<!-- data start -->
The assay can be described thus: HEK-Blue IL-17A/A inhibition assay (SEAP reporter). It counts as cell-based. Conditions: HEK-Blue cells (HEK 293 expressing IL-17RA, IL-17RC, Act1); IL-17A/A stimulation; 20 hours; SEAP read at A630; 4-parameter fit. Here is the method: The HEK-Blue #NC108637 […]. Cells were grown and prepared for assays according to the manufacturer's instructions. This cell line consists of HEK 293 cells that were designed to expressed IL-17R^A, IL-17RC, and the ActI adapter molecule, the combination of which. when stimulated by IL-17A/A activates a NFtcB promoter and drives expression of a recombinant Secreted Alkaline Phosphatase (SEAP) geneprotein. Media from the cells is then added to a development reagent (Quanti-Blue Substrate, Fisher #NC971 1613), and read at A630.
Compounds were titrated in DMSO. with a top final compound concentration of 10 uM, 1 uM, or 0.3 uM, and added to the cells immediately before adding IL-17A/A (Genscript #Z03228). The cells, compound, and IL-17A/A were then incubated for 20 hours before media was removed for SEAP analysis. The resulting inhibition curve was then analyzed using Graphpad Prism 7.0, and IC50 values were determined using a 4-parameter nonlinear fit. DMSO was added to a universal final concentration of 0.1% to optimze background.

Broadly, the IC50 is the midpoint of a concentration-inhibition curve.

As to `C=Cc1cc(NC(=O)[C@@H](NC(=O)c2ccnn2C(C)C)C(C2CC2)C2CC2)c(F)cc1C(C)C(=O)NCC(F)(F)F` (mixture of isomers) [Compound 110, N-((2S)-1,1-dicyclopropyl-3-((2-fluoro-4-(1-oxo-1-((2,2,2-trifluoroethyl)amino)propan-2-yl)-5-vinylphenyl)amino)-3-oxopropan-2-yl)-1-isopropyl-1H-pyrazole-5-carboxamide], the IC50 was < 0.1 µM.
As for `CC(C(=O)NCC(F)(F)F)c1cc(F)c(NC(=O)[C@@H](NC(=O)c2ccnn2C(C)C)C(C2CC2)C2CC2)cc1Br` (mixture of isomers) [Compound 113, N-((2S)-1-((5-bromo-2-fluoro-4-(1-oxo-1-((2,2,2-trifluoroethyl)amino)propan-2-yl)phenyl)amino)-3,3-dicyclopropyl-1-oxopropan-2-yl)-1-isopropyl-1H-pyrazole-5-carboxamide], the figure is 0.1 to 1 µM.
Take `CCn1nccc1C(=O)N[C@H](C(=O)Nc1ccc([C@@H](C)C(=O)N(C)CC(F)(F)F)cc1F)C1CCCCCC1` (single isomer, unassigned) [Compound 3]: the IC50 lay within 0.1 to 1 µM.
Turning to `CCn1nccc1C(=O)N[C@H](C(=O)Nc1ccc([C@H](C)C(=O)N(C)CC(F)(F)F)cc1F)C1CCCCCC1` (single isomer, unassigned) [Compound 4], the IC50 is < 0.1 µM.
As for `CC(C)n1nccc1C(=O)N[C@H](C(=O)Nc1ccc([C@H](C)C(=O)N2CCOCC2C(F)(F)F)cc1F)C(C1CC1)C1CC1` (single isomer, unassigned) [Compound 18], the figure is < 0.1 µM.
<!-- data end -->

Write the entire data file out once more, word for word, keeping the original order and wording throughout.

The assay can be described thus: HEK-Blue IL-17A/A inhibition assay (SEAP reporter). It counts as cell-based. Conditions: HEK-Blue cells (HEK 293 expressing IL-17RA, IL-17RC, Act1); IL-17A/A stimulation; 20 hours; SEAP read at A630; 4-parameter fit. Here is the method: The HEK-Blue #NC108637 […]. Cells were grown and prepared for assays according to the manufacturer's instructions. This cell line consists of HEK 293 cells that were designed to expressed IL-17R^A, IL-17RC, and the ActI adapter molecule, the combination of which. when stimulated by IL-17A/A activates a NFtcB promoter and drives expression of a recombinant Secreted Alkaline Phosphatase (SEAP) geneprotein. Media from the cells is then added to a development reagent (Quanti-Blue Substrate, Fisher #NC971 1613), and read at A630.
Compounds were titrated in DMSO. with a top final compound concentration of 10 uM, 1 uM, or 0.3 uM, and added to the cells immediately before adding IL-17A/A (Genscript #Z03228). The cells, compound, and IL-17A/A were then incubated for 20 hours before media was removed for SEAP analysis. The resulting inhibition curve was then analyzed using Graphpad Prism 7.0, and IC50 values were determined using a 4-parameter nonlinear fit. DMSO was added to a universal final concentration of 0.1% to optimze background.

Broadly, the IC50 is the midpoint of a concentration-inhibition curve.

As to `C=Cc1cc(NC(=O)[C@@H](NC(=O)c2ccnn2C(C)C)C(C2CC2)C2CC2)c(F)cc1C(C)C(=O)NCC(F)(F)F` (mixture of isomers) [Compound 110, N-((2S)-1,1-dicyclopropyl-3-((2-fluoro-4-(1-oxo-1-((2,2,2-trifluoroethyl)amino)propan-2-yl)-5-vinylphenyl)amino)-3-oxopropan-2-yl)-1-isopropyl-1H-pyrazole-5-carboxamide], the IC50 was < 0.1 µM.
As for `CC(C(=O)NCC(F)(F)F)c1cc(F)c(NC(=O)[C@@H](NC(=O)c2ccnn2C(C)C)C(C2CC2)C2CC2)cc1Br` (mixture of isomers) [Compound 113, N-((2S)-1-((5-bromo-2-fluoro-4-(1-oxo-1-((2,2,2-trifluoroethyl)amino)propan-2-yl)phenyl)amino)-3,3-dicyclopropyl-1-oxopropan-2-yl)-1-isopropyl-1H-pyrazole-5-carboxamide], the figure is 0.1 to 1 µM.
Take `CCn1nccc1C(=O)N[C@H](C(=O)Nc1ccc([C@@H](C)C(=O)N(C)CC(F)(F)F)cc1F)C1CCCCCC1` (single isomer, unassigned) [Compound 3]: the IC50 lay within 0.1 to 1 µM.
Turning to `CCn1nccc1C(=O)N[C@H](C(=O)Nc1ccc([C@H](C)C(=O)N(C)CC(F)(F)F)cc1F)C1CCCCCC1` (single isomer, unassigned) [Compound 4], the IC50 is < 0.1 µM.
As for `CC(C)n1nccc1C(=O)N[C@H](C(=O)Nc1ccc([C@H](C)C(=O)N2CCOCC2C(F)(F)F)cc1F)C(C1CC1)C1CC1` (single isomer, unassigned) [Compound 18], the figure is < 0.1 µM.